What does the 4th of July mean to you? I appreciate the revolution and fight for theretofore un-enumerated rights. Part of that fight meant that an ordinary citizen could stand up to our government and say, "you're wrong". "Don't tread on me."
These clips reflect, at least somewhat, what the 4th of July means to me. Watch them please, pass them along please, so that no one ever forgets that sometimes you just have to say, "that's wrong, this is wrong, you're wrong," and thankfully we live in a country where a person can say that to the government.
(unwarranted rabbit punch: a million guesses, which party both the questioning Senators belonged to?)
Friday, July 3, 2009
Of course it was with Runner's World. What does she reveal? Nothing really, except that she fell while jogging during the campaign. What do you expect, Runner's World isn't exactly a hard hitting news organization. Want to hear what Sarah Palin's eye glasses have to say about the fall?
Thursday, July 2, 2009
Fox News has all the top 10 viewed cable news shows in the 2nd quarter of this year. But, if you look at the numbers this dominance is not all that dominating and probably doesn't worry too many Dems. Just take Fox News' most viewed show, believe it or not, the O'Reilly Factor. It draws about 3.2 million viewers per show. Here's why I don't think that's a significant number:
1) Those viewers probably don't change much, meaning, I would bet that mostly the same 3.2 million viewers tune in night in and night out. And I bet a lot of those viewers watch all the Fox News shows back to back to back. Just a guess.
2) I would guess that it's an older, conservative crowd watching Fox News. I know, I'm really going out on a limb there. That's just me, making wild, crazy assertions like that.
3) I think younger folks (and by that I mean under 45) get their news from a wide variety of sources and aren't married to just one news source. I would bet that many Fox News viewers only watch Fox News and go to Fox News online, if they're online at all. Why? Remember the media, according to many a conservative, is all liberal except for Fox News, which gives a "fair and balanced" news report.
4) The numbers have spiked recently for Fox News, probably because many ultra-conservatives are fearful that Obama's election signaled the beginning of the "end times" and they wanted to know where to go to be saved, so where else would they turn to but Fox News. Seriously though, I think the spike could possibly be explained by Obama's election in that it galvanized a passionate, albeit small, segment of the population that see his election as, at the very least, a very bad thing.
5) That's right I said small segment of the population. Even O'Reilly, their most viewed talking head, only gets about 3.2 million viewers. It's all about perspective. There are well over 300 million people in the USA today and that number is growing. O'Reilly draws about 1% of the population a night. 1%! And guess what? The USA's population is not growing because there are more and more old, conservative white people. What are the other 99% watching? What do they think about Obama? Or politics in general? Do they think about politics at all or only when there's a presidential election? The other 99% are probably watching CSI or American Idol. Or here's a crazy thought, they may not even be watching TV at all. I know weird but, there are people like that.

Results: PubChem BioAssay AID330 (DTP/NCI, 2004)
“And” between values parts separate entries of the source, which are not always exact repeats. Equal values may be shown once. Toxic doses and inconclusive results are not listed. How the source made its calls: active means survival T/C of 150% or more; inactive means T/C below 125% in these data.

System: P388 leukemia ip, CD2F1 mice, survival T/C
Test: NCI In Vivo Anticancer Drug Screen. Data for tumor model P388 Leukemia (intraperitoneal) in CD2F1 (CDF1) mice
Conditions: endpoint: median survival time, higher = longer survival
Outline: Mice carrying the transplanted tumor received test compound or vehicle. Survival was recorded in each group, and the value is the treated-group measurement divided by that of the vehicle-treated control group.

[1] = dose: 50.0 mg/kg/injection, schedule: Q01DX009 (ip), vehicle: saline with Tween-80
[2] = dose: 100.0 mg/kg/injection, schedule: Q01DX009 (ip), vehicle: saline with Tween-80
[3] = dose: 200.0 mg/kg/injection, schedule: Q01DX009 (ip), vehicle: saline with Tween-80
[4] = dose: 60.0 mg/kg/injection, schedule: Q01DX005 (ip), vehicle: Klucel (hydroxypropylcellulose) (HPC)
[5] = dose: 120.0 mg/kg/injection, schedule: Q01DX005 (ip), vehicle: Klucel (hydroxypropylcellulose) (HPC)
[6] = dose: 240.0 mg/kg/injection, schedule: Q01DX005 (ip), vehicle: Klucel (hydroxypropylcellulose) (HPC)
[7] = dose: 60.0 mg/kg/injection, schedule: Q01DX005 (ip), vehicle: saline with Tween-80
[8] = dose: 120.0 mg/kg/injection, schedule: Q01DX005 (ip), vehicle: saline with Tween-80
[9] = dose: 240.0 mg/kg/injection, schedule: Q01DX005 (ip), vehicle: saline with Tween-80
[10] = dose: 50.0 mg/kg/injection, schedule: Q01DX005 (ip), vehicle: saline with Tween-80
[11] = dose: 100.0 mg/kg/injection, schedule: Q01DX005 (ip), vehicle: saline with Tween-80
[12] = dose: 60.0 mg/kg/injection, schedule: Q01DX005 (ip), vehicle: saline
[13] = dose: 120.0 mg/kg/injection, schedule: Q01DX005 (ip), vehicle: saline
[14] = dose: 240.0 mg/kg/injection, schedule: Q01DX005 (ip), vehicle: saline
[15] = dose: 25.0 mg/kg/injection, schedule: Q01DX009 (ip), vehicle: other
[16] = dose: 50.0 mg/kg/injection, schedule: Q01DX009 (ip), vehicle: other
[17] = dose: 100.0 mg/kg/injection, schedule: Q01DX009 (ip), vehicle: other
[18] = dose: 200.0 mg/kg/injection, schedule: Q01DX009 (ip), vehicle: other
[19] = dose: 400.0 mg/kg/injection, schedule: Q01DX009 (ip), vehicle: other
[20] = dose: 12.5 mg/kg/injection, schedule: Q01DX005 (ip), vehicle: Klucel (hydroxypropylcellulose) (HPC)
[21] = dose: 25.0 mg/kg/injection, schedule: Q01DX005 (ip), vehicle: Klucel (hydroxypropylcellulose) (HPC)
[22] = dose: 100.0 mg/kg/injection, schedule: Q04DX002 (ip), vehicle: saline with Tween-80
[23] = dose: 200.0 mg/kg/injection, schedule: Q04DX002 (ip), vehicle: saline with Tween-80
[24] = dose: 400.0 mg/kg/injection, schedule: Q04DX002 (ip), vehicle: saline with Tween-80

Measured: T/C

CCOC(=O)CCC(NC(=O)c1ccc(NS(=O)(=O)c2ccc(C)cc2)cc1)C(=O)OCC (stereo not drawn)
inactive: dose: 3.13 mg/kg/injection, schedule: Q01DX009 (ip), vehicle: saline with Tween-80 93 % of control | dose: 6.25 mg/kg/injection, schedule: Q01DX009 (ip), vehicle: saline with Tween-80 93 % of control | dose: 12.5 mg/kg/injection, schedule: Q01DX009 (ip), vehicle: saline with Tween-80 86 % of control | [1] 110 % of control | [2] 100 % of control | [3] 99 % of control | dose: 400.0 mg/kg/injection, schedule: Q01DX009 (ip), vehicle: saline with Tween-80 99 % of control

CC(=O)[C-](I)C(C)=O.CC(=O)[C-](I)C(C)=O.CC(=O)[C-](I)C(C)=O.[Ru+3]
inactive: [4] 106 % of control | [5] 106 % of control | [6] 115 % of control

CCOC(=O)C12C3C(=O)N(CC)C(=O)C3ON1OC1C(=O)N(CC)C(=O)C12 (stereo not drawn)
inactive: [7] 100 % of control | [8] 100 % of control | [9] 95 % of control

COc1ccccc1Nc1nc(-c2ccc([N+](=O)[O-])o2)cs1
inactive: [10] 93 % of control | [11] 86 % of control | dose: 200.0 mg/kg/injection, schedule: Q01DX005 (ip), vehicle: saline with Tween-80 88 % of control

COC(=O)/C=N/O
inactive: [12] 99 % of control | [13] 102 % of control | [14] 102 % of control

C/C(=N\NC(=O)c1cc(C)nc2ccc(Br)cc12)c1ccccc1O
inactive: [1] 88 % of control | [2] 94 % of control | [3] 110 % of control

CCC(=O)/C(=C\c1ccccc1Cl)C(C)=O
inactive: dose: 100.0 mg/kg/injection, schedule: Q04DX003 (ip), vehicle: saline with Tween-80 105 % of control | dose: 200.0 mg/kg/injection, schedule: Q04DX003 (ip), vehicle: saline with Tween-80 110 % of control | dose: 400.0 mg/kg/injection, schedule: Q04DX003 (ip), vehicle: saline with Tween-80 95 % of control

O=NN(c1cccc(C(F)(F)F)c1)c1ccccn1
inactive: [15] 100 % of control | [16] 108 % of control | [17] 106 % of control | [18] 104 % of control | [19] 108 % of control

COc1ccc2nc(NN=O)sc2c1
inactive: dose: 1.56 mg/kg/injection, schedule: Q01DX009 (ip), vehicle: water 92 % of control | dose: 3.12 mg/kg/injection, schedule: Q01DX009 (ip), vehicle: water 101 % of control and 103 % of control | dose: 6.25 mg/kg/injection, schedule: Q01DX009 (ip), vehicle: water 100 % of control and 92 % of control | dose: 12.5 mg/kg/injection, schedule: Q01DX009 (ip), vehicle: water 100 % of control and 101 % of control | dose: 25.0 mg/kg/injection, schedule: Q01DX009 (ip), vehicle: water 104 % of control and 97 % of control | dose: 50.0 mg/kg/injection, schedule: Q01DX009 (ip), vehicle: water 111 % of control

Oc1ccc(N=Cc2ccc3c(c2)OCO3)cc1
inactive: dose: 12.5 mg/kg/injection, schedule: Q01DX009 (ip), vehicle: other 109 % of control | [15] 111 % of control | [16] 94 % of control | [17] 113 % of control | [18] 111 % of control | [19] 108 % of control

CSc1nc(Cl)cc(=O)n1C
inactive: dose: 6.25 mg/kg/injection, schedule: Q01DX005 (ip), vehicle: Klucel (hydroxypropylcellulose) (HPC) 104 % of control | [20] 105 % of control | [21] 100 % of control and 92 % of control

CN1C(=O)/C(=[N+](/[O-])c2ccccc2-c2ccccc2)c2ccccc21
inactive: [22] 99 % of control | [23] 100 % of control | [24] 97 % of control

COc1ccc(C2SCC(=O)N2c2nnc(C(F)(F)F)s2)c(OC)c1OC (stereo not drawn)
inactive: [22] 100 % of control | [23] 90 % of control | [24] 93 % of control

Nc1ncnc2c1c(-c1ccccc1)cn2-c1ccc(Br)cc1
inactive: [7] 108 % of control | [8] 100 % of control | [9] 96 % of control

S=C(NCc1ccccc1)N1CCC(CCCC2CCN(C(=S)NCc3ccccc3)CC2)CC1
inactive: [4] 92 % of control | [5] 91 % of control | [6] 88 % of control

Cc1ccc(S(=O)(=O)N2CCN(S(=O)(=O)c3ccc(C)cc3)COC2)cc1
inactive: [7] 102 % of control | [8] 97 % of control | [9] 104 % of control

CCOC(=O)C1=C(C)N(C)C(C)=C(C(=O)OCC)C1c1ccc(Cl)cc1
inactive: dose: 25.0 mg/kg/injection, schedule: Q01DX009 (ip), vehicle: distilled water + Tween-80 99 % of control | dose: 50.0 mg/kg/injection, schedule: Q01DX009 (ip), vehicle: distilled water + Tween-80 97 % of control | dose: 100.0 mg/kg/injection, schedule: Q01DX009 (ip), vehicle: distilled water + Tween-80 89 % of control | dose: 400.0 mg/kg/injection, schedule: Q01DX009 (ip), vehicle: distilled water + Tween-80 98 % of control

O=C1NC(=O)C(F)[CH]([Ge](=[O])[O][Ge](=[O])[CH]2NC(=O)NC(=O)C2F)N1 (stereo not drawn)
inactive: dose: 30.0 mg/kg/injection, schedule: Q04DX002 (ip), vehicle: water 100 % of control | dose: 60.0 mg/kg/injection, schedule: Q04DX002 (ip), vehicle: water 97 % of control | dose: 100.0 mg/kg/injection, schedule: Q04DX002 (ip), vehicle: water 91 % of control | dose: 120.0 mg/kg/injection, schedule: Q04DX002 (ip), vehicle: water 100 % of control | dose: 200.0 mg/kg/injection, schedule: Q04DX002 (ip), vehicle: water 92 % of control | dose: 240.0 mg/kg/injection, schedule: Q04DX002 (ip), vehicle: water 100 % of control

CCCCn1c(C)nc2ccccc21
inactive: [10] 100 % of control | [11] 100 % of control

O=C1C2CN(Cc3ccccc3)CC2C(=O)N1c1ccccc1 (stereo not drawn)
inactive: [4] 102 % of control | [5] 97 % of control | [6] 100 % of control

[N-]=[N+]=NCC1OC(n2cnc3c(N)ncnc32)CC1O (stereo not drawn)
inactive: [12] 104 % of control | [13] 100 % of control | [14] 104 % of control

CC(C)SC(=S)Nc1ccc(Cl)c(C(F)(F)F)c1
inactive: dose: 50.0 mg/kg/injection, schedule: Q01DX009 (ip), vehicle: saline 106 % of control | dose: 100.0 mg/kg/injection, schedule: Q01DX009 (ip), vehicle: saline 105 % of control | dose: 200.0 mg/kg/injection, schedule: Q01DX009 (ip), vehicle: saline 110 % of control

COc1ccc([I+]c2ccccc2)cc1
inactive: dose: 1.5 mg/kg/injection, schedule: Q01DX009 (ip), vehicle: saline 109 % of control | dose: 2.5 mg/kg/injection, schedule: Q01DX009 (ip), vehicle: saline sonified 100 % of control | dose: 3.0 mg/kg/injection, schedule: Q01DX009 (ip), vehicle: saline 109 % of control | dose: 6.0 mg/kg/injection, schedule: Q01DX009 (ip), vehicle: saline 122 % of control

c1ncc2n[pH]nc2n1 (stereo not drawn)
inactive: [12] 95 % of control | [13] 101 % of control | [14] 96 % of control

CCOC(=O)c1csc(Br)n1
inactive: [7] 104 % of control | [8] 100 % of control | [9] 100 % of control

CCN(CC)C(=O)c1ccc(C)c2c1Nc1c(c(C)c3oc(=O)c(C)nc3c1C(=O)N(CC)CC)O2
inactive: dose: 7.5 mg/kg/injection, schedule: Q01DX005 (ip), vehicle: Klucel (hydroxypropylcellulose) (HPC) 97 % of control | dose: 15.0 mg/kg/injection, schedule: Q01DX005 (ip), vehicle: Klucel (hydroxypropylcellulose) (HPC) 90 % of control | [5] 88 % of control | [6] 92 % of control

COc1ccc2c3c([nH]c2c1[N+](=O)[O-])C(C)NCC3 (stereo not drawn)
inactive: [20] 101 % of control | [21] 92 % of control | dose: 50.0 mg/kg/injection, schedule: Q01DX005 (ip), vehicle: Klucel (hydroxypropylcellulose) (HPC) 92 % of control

And hey, Jon Stewart gets about 2 million viewers a night, so that seems to fairly balance out Fox News' numbers a bit.
Wednesday, July 1, 2009
Not only has Rep. Bachmann (MN) claimed that Obama's environment bill is tantamount to "tyranny," but she also wanted to remind those who listen to right-wing radio that Thomas Jefferson thought, "having a revolution every now and then is a good thing." Jefferson, of course, was talking about armed revolution immediately after our independence from Britain. That was certainly a different time. It was not a time and place like today where people are killing those with whom they disagree, like certain doctors, those at armed forces recruitment centers, or those at Holocaust museums. One would like to think that Rep. Bachmann wouldn't fan flames on the far fringes of the right, fires that apparently are already burning well enough on their own. But, that would assume that Rep. Bachmann thinks. And that's an awfully big assumption.
Side note: This is not the first time Rep. Bachmann has made wild, sensational, unsubstantiated allegations apparently in an attempt to keep her name in the media and especially among the far right ring media. For example, during last year's election cycle she sounded like she was channeling the ghost of Joseph McCarthy.
If you didn't know already, PTN is now linked to twitter: http://twitter.com/PTNBlog
Also, I'm getting updates from the following twitter accounts:
http://twitter.com/GovPerryshair (from Gov. Rick Perry's hair)
http://twitter.com/RushsCigar (from radio entertainer Rush Limbaugh's Cigar)
http://twitter.com/PalinsGlasses (from Sarah Palin's eyeglasses)
Update: There's already fallout from Purdum's Vanity Fair article about Palin inside the beltway among GOP operatives as detailed in this Politico.com article. This seems to be more of the GOP circular firing squad that convened immediatly after the presidential election last year.
Somewhere, Rahm Emanuel is smiling.